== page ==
Kandinsky tool in Google Chrome Music Labs is inspired by Wassily Kandinsky, who is considered the trailblazer of abstract art. Simply put, you’ve to paint to make a sound with this music tool which paints an interesting picture. You can draw circles, triangles, lines, or even scribble on the canvas. When you hit the play button, it combines these shape sounds and plays it like a loop track. It’s my favorite Chrome Music Lab tool and if you’re into arts and music, this is a must.

Kadinsky in Chrome Music Lab

Quick how-to

  • Open Kandinsky
  • Draw a shape (you’ll hear a preview)
  • Once you’ve created multiples shapes, hit play (bottom)
  • You can also change the sound by tapping on the circle (bottom left)

Try Kandinsky

6. Melody-Maker

What it does

You may find Melody Maker from Chrome Music Lab similar to Song Maker which we discussed above, but it’s a bit simpler and doesn’t let you add beats. Just melody.

You can add notes using the grid. The higher the notes, the higher pitch. I wish in the future updates, they also add an option to tweak a single note on the grid in terms of length, but as of now, you can only change the tempo.

Melody Maker on Chrome Music Labs

Quick how-to

  • Open Melody Maker
  • Tap on the grids to add sound (vertical is increasing pitch, horizontal is length)
  • Use the box arrow icon at the bottom to find similar notes
  • Change the tempo by dragging the slider at the bottom

Try  Melody-Maker

7. Chords

What it does

Chords are the three-note basic structure over which the melody is played. It lets you click on the keys and play chords. You can also toggle between minor and major chords from the option below. It’s great if you’re just getting started with piano and are confused don’t know how to play chords.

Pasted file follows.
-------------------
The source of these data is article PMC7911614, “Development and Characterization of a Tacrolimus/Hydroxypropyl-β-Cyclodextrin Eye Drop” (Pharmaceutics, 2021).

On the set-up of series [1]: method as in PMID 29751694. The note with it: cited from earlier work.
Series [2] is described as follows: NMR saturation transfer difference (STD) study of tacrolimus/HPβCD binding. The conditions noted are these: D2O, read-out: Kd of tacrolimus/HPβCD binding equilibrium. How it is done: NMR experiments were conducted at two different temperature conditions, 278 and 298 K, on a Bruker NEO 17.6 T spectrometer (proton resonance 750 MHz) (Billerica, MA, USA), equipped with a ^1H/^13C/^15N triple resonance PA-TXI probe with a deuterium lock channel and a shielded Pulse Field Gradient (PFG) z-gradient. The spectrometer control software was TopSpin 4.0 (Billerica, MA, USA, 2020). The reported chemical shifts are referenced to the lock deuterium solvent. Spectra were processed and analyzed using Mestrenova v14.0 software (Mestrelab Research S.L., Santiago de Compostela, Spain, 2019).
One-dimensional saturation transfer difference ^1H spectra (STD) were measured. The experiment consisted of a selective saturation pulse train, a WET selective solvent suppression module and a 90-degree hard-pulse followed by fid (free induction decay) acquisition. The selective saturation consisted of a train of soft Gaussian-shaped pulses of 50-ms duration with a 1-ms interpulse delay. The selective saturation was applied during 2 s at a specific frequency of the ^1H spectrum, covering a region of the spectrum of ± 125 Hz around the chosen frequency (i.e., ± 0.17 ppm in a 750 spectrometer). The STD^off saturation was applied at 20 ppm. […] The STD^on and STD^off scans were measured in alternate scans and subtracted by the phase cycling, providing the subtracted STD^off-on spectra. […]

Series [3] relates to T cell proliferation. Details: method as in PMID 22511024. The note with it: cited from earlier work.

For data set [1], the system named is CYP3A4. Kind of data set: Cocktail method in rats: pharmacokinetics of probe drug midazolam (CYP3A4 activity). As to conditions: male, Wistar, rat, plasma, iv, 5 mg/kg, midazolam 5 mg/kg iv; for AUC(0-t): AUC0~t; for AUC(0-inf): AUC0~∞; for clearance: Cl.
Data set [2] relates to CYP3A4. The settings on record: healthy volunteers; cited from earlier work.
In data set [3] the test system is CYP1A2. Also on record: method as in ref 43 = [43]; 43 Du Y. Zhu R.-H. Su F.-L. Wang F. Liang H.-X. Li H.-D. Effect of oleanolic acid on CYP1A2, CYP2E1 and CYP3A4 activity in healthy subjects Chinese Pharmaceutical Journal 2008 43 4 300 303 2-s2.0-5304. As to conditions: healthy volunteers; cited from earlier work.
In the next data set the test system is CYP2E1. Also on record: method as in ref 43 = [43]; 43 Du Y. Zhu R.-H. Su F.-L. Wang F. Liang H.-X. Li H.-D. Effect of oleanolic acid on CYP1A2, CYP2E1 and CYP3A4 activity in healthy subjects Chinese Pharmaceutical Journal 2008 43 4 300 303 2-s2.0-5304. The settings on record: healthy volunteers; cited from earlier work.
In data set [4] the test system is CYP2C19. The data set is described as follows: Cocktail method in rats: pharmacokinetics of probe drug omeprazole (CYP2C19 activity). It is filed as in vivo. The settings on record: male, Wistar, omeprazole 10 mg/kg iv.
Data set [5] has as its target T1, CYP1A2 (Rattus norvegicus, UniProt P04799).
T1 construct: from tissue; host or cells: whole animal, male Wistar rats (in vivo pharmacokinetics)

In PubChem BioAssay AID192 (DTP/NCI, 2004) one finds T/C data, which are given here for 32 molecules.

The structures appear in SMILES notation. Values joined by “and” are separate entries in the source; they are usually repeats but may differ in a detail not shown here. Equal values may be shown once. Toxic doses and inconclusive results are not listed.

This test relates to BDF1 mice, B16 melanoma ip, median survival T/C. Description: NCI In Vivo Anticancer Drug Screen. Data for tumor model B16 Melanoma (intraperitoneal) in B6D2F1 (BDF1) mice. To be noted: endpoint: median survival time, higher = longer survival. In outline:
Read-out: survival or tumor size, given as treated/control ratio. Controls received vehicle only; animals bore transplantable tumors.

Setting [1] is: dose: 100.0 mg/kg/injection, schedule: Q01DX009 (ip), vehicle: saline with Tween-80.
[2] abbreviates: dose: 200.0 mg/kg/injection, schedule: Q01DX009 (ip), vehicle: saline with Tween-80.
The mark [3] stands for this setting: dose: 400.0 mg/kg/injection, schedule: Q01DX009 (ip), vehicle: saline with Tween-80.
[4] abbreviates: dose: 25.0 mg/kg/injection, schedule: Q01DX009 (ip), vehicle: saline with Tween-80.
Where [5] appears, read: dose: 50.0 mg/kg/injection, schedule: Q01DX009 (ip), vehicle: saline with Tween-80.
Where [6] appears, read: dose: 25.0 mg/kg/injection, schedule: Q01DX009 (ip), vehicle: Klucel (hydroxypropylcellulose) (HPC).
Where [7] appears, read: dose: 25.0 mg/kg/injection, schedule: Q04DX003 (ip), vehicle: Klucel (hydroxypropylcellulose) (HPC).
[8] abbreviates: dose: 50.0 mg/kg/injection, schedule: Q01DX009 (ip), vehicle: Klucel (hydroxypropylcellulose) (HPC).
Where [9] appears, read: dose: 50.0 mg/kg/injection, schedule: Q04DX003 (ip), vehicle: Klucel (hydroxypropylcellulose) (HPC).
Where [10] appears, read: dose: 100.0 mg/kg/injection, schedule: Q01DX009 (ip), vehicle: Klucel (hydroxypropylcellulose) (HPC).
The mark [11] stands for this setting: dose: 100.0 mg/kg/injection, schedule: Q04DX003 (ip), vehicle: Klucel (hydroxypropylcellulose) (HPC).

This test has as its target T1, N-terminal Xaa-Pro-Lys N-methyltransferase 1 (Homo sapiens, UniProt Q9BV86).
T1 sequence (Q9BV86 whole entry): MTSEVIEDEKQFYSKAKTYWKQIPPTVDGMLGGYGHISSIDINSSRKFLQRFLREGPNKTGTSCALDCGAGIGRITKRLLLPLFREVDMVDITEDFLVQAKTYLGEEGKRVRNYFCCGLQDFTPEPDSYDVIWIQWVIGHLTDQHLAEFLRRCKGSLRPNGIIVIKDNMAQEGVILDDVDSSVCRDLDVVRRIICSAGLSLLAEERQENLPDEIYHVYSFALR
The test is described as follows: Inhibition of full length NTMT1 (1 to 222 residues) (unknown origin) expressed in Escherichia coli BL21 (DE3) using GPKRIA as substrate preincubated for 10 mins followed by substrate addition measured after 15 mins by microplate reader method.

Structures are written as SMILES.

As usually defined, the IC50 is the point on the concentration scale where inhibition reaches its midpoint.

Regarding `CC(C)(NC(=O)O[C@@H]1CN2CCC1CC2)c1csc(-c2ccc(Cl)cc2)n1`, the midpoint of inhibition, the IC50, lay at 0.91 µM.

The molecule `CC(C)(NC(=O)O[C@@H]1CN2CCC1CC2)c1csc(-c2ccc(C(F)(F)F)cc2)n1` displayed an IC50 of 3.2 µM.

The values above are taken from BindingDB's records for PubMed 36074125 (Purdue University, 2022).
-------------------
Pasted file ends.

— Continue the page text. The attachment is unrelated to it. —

Chords in Chrome Music Lab

Quick how-to

  • Open Chords
  • Select Major or Minor chords from the bottom
  • Tap on any key to play the chord

Try Chords

8. Extra Music Tools

While all the above tools can help you in some way and can also be tweaked. There are other tools that aren’t as customizable and are better to simply play around with. These include a voice spinner which is a fun tool that lets you spin your recorded voice forward/backward just like a turn-table.

The other one that you might want to check is piano roll. It has pre-recorded patterns of famous melodies in a grid form. Playing and observing will help understand the melody maker, arpeggio tools better. Here’s a list of all the remaining tools you should try.

  • Spectrogram – Visualize and compare frequencies of different sounds like a wine glass, modem, flute, own voice, etc.
  • Sound Waves – Visualise how air molecules move back and forth when you play a note.
  • Voice-Spinner – Spin your own voice recording back and forth like a turn-table. Change speed, pitch, etc.
  • Harmonics – You can see how a note changes its sound when played twice/thrice/four times as fast.
  • Piano-Roll – Pre-set pieces in a piano roll style UI. Check if you’re planning to start with a DAW.
  • Oscillators – Hear multiple oscillators (vibration at steady rates), change frequently, and types.
  • Strings – Visualize the relationship between the length and pitch of a string.

Should you Use Chrome Music Lab?

Well, for a musician, the tools are basic. If you are a beginner, it may help you understand the basics well. However, I recommend it for fun. It’s an experiment after all. For example, you can use the shared piano with friends and family and enjoy it together. You can also connect your MIDI keyboard which is a great add-on.

Besides that, if you simply want to create a basic melody along with a beat, the song maker is a good option. Once you’re bored with the basic tools here, check you professional DAWs you can switch to.

Also Read: Best Voice Coach & Singing Apps for iOS & Android

You may also like

Leave a Comment